I have few chances to play wooded courses, but I have liked them best. The ability basically to hike with discs is pretty cool. To play a course on a piece of land that I would enjoy being on anyway is a bonus. Finally, I think the chance of memorable holes is greater on a wooded course than the other types. Looking from the tee across a gully with a creek at the bottom and a basket at the top of the hill on the other side (for example) is something I will remember for a long time.
That’s a great point with wooded courses — being able to feel like you are out for a hike and can throw discs.
Ray E said:
Disc golf definitely helps me unwind! Another of the perks.
Variety is the quality I covet the most in a course. The better I get, the more interested I become in the mental game of choosing discs and lines. On a course with static qualities – be they distance, obstacles, angles, what have you – I find I start to lose engagement with one of my favorite parts of the sport. Having variety helps keep me on my toes! Not to mention that it grows my game – nothing better when playing a new course than being forced into devising a new shot or utilizing an unfamiliar one.
Some good points here, too. The mental game is definitely helped when one has variety on the course.
I wanted to vote “anything as long as it has baskets” but the longer I play the more I value the variety of a mixed course. We had a bucket course here for a while but I couldn’t justify the drive until the course was finalized.
The other courses here have multiple tee and multiple pin placements. There are 2 courses that have some slight elevation changes to the terrain, and the new one (after all the Vortex baskets went in) is somewhat flat on the bottom 9 and all up and down in the top 9 (hence the deviation from front/back). The holes range from wooded to open bombs to anhyzer to tunnel.
Variety is the spice of life and we have it all here with 3 great courses within 15 minutes of each other. And those are only the public courses, there are multiple private courses that have everything from short “putt & approach” to windy, open grassy fairways. It’s great to live in the Inland Northwest.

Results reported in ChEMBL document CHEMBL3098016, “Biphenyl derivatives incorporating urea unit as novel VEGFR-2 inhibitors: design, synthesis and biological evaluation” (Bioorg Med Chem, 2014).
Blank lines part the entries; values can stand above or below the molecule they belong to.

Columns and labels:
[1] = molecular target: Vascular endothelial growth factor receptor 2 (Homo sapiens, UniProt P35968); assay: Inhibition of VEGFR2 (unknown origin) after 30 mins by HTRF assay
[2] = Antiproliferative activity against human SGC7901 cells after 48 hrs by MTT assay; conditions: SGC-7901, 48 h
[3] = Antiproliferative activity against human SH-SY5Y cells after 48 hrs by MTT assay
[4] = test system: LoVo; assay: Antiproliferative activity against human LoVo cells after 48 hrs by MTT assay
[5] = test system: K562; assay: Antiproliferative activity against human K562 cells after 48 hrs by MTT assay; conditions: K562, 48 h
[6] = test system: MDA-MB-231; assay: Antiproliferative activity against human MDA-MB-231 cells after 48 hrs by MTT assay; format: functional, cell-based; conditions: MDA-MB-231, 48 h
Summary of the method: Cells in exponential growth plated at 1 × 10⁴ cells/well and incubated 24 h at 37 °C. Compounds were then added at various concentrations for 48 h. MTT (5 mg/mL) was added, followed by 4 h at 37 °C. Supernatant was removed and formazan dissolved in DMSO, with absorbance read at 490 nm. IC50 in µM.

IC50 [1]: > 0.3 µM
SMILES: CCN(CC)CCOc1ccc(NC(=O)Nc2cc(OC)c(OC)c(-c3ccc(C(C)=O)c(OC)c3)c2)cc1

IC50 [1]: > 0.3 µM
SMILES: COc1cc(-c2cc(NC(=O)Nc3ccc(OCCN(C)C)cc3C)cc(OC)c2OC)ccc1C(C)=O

If you have all those choices so close, many disc golfers may be jealous of you. But having something like that seems like it definitely would help one appreciate diversity and variety!
Thanks to all who voted and commented. Now on with this week’s poll.
Men’s disc golf is obviously a bigger part of the game right now. But the women’s game continues to grow. Last year, the PDGA held an extremely successful Women’s Global Event. Some of the top pros can hang with many men. More daughters are playing the game to spend time with their fathers.
So have you helped grow the women’s sport?
Let us know if you’ve helped with the growth of women’s disc golf and drop a comment letting us know what you’ve done. It can be anything. Maybe you’ve showed a daughter and her friends the game. Or talked to friends or co-workers. Or saw a hiker in the park and told her about the game. Maybe you’ve helped at a tournament for women? There are so many ways of growing the sport among women.
As is true with courses, diversity and variety are best in disc golf. So having more women playing the game isn’t a bad thing — it’s a great thing and it helps this sport continually grow.